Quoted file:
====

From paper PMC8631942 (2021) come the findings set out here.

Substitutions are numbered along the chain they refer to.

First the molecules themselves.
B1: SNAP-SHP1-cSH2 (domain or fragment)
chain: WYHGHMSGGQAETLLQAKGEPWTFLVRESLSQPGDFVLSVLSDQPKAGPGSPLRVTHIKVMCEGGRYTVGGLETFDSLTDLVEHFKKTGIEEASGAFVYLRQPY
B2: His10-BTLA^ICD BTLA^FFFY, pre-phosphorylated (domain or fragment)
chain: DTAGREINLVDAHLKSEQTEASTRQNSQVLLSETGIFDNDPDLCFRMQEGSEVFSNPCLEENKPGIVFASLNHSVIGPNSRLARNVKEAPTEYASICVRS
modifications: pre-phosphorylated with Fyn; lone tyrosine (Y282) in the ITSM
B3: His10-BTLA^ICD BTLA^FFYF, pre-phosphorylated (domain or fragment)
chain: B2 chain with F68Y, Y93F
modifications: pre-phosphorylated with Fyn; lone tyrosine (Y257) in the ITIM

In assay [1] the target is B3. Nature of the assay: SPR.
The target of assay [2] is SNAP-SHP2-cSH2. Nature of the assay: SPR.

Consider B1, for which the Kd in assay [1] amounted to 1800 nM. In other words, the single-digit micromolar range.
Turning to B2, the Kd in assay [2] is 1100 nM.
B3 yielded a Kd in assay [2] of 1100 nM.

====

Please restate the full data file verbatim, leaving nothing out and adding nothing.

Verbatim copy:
From paper PMC8631942 (2021) come the findings set out here.

Substitutions are numbered along the chain they refer to.

First the molecules themselves.
B1: SNAP-SHP1-cSH2 (domain or fragment)
chain: WYHGHMSGGQAETLLQAKGEPWTFLVRESLSQPGDFVLSVLSDQPKAGPGSPLRVTHIKVMCEGGRYTVGGLETFDSLTDLVEHFKKTGIEEASGAFVYLRQPY
B2: His10-BTLA^ICD BTLA^FFFY, pre-phosphorylated (domain or fragment)
chain: DTAGREINLVDAHLKSEQTEASTRQNSQVLLSETGIFDNDPDLCFRMQEGSEVFSNPCLEENKPGIVFASLNHSVIGPNSRLARNVKEAPTEYASICVRS
modifications: pre-phosphorylated with Fyn; lone tyrosine (Y282) in the ITSM
B3: His10-BTLA^ICD BTLA^FFYF, pre-phosphorylated (domain or fragment)
chain: B2 chain with F68Y, Y93F
modifications: pre-phosphorylated with Fyn; lone tyrosine (Y257) in the ITIM

In assay [1] the target is B3. Nature of the assay: SPR.
The target of assay [2] is SNAP-SHP2-cSH2. Nature of the assay: SPR.

Consider B1, for which the Kd in assay [1] amounted to 1800 nM. In other words, the single-digit micromolar range.
Turning to B2, the Kd in assay [2] is 1100 nM.
B3 yielded a Kd in assay [2] of 1100 nM.